|Title of host publication||SAGE Handbook of Digital Dissertations and Theses|
|Editors||Richard Andrews, Erik Borg, Stephen Boyd Davis, Myrrh Domingo, Jude England|
|Place of Publication||Los Angeles, California|
|ISBN (Print)||9780857027399, ebook 9781446265581|
|Publication status||Published - Jun 2012|
Bibliographical noteAuthor's note: This paper investigates the development of the doctoral dissertation or thesis from its earliest form to the modern research-based thesis, which originated in the Humboldtian research university. It proposes that the thesis was shaped by the tools of the time of its development, in particular the typewriter, as a document dominated by the written word. It goes on to consider how the thesis might be reshaped by more recent digital technologies, including audio, visual and time-based technologies (such as video). It suggests that there is considerable strength remaining in written technologies and proposes a heuristic to evaluate the possible contribution of the new technologies to the dissemination of research.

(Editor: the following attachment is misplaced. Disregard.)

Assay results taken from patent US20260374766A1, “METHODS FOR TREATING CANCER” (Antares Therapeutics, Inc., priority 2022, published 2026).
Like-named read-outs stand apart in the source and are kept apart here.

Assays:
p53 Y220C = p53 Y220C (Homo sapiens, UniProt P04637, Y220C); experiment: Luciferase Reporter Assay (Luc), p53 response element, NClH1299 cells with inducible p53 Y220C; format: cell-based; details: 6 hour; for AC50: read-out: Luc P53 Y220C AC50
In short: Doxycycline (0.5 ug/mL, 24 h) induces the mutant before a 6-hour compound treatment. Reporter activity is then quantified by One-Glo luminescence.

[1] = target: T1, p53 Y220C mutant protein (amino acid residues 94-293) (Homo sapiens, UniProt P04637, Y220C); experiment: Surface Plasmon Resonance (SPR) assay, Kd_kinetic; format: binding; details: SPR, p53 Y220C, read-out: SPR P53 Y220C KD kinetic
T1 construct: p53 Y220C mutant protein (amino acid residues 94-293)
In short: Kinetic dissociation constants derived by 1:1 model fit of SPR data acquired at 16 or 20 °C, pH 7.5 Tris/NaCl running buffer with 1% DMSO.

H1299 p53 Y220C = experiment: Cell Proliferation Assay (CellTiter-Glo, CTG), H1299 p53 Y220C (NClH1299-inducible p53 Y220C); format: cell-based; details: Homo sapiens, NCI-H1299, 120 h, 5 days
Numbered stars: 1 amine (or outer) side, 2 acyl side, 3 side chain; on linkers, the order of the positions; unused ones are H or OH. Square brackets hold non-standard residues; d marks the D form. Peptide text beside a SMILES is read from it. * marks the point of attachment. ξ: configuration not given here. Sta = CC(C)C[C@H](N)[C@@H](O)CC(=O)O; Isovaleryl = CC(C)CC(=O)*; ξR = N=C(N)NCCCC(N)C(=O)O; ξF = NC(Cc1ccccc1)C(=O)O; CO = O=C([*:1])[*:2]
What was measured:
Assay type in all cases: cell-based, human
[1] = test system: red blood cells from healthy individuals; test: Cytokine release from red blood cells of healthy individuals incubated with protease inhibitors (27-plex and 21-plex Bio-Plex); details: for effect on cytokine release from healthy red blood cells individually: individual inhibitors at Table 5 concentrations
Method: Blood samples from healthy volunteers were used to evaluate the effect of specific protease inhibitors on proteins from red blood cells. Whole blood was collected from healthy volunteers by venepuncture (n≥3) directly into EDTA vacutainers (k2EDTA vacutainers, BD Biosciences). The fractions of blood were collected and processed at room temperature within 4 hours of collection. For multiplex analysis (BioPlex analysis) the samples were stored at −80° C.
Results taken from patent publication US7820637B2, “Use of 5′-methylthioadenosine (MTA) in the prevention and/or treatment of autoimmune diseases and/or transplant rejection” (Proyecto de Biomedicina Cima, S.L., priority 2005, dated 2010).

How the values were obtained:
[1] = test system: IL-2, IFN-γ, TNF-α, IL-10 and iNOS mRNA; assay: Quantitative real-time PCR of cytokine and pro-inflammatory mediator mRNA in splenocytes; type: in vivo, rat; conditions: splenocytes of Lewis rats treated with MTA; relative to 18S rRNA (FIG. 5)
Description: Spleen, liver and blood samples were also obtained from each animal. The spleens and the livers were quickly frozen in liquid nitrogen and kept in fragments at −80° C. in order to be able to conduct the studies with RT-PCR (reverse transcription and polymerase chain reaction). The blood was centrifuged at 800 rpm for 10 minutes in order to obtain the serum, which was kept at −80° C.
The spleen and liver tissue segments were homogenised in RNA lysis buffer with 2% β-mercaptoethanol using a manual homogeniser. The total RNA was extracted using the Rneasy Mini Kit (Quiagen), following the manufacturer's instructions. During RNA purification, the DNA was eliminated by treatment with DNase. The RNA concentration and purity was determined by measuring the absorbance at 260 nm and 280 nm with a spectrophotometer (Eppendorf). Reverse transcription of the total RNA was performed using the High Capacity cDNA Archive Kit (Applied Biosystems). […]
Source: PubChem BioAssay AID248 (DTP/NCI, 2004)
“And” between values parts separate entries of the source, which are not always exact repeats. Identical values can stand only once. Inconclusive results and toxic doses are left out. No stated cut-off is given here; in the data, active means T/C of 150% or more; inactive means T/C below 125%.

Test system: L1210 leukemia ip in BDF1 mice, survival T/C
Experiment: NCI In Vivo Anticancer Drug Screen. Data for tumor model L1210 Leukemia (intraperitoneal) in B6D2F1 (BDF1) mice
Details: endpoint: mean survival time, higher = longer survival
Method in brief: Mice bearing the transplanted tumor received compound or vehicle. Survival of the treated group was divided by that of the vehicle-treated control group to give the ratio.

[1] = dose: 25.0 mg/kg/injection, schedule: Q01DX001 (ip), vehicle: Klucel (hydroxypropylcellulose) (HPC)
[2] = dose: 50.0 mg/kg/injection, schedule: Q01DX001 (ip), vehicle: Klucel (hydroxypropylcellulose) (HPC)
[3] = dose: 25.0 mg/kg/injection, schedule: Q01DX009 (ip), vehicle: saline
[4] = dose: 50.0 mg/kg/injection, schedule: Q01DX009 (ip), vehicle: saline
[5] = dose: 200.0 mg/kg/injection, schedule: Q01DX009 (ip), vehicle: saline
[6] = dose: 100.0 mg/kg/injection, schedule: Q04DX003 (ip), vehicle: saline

This paper is based on a historical analysis and a carefully developed argument for the text-based thesis. The historical analysis surveys the history of one of the oldest qualification and suggests how it has evolved as technology afforded new possibilities for research dissemination. It then argues that texts have unique strengths for evidence, argumentation, and access that have not been obviated by more recent technologies.
The paper takes an unusual tool-based approach to understanding the development of the doctoral thesis. This approach is grounded in studies of communication systems, but it has not been applied to academic texts. It then moves on to investigate and evaluate the impact of new technologies on the thesis, which is central to the modern academy.
Citation or other Indicators
This paper went through a rigorous peer evaluation and is being published in an important volume by one of the most important academic publishers, Sage.